Will Open Banking work in Africa?

The meetings in Kigali and Entebbe opened my eyes to the considerable interest in how Open Banking might fit different African contexts. In particular, the model for Open Banking in Africa will need to take account of the phenomenon of mobile banking, requiring buy-in not only from banks, but also telcos, mobile networks and emerging fintech companies. FSD Kenya mentioned that they are already considering naming their initiative ‘Open Finance’, which we at Dgen feel is both practical and constructive.

But what are the benefits for the customer?  In the vibrant business hubs of Africa, Open Banking will boost efficiency and create new services for bank customers. For example:

  • assisting customers to find a suitable mortgage
  • helping banks to match their customers with a new product
  • allowing businesses to share data with their accountants
  • advising on new products and ATMs
  • comparing features of different accounts, lending offers and other bank products, enabling customers to get the best deal.

It’s all about creating an improved banking experience.

Staying on the same wavelength

 Apart from Africa, Open Banking is also being considered by other countries including Australia, Canada, New Zealand, Japan, Honk Kong, Singapore, Malaysia, India and Mexico.  There is, therefore, a strong rationale for all countries to come together with the same approach to Open Banking: to co-ordinate efforts, reduce duplication, increase interoperability, minimise costs and maximise benefits for the whole banking community. In fact, the Open Banking Standard – developed in 2015 by the Open Banking Working Group of behalf of the UK treasury – together with the work done by the Open Banking Implementation Entity (OBIE), is freely available via open licences, to countries interested in adopting it.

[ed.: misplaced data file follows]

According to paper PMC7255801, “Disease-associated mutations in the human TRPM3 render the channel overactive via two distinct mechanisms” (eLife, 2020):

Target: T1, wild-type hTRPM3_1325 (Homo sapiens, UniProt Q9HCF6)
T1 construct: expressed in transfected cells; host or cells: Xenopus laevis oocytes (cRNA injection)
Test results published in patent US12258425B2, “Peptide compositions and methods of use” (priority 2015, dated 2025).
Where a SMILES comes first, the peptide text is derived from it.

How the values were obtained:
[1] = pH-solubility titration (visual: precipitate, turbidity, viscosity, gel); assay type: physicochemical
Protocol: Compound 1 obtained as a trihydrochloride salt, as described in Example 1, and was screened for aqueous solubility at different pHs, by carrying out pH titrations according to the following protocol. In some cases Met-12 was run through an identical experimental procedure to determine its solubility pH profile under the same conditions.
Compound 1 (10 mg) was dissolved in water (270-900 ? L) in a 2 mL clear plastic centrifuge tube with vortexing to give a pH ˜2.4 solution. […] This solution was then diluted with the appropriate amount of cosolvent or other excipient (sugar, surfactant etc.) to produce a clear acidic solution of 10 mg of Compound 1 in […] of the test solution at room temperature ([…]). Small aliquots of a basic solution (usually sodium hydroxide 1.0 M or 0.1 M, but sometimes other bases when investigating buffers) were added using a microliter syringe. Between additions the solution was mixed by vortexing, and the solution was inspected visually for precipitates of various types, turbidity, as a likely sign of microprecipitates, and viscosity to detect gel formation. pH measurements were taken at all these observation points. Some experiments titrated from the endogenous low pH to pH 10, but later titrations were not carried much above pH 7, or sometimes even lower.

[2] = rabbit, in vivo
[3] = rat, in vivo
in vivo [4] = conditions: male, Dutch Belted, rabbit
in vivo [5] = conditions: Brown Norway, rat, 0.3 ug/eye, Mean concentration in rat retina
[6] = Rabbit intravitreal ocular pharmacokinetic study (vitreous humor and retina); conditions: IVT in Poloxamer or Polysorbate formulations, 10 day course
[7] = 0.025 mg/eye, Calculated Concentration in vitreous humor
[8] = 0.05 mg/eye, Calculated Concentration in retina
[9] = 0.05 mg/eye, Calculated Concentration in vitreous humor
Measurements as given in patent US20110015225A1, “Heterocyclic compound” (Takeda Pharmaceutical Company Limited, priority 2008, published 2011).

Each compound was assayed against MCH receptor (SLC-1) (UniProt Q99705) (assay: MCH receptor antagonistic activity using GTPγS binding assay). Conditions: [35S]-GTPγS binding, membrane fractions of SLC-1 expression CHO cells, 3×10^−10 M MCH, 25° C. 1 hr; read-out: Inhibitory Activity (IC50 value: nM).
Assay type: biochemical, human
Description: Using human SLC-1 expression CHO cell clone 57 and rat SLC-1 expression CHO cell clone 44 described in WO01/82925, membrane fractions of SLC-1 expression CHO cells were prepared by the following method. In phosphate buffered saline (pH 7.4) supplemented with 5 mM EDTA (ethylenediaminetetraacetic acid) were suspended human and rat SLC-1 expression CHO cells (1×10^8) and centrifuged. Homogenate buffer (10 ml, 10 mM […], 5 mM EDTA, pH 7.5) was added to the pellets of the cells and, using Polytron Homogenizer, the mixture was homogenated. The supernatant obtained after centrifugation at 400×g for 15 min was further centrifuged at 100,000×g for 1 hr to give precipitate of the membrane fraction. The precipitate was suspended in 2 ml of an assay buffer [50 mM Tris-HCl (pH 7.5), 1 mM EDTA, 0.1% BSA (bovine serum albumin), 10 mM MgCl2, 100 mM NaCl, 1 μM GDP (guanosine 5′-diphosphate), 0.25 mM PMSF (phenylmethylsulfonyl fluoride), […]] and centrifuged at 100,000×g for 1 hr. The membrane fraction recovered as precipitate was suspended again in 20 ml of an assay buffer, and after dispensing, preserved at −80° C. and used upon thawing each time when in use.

The OBIE has done groundbreaking work around the authentication and consent model for customers, the liability framework and dispute resolution management protocols, and the ‘Directory’, which is the central repository and means for access to all regulated market participants.

Adopting the principles and concepts of Open Banking can be a huge step forward for a country’s data infrastructure, which is necessary to support a truly digital economy.  And Open Banking also creates design patterns that can be replicated across other sectors. Our expectation is that Open Banking will not only continue to evolve and encompass the full range of financial services but will also be applied in other sectors such as utilities and telecommunications and then further into the crucial areas of health and care.

To Uganda and Rwanda (and any country interested in Open Banking): thank you. We will be back!

[1] http://www.dgen.net/0/overview/